• Car unlocks and jumpstarts. In the event your student locks their keys in their car, or their car won’t start, many college police and security departments offer vehicle unlock and jumpstart services, and usually offer this 24/7.
  • Campus safety apps. Many institutions offer a campus safety app that can be used for a variety of purposes, including turning your student’s phone into a mobile panic button, submitting anonymous reports, texting the campus public safety office, setting up a virtual buddy system, and more.

What Counselors Can Do

Have your college-bound students save their college’s public safety office phone number as a contact on their phone. If they need an escort, vehicle unlock or just need to report an emergency, having this number saved and ready to go will be helpful.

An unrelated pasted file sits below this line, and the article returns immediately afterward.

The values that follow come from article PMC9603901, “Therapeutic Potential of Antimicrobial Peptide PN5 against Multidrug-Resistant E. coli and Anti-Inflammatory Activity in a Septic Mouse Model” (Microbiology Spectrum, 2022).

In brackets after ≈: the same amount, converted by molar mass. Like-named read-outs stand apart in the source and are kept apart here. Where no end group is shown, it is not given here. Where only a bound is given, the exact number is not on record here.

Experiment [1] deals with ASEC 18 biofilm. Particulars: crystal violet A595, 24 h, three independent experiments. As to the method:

Regarding safety apps, try and determine if they are being used at the schools your students have committed to. Some may use Rave Guardian, LiveSafe, or another app. Whatever is used, have your students install the app on their phones before they leave for college, and explore the different features with them so they will have an idea of how the app can be used.

K-12 schools work hard for more than a decade to prepare their students for college. High school college and career counselors can help them embark on the next stage of their academic career as safely as possible by leveraging the rights and resources afforded to them.

Elliot Cox is a school safety analyst for the Idaho School Safety and Security Program, and can be reached at elliot.cox@dbs.idaho.gov.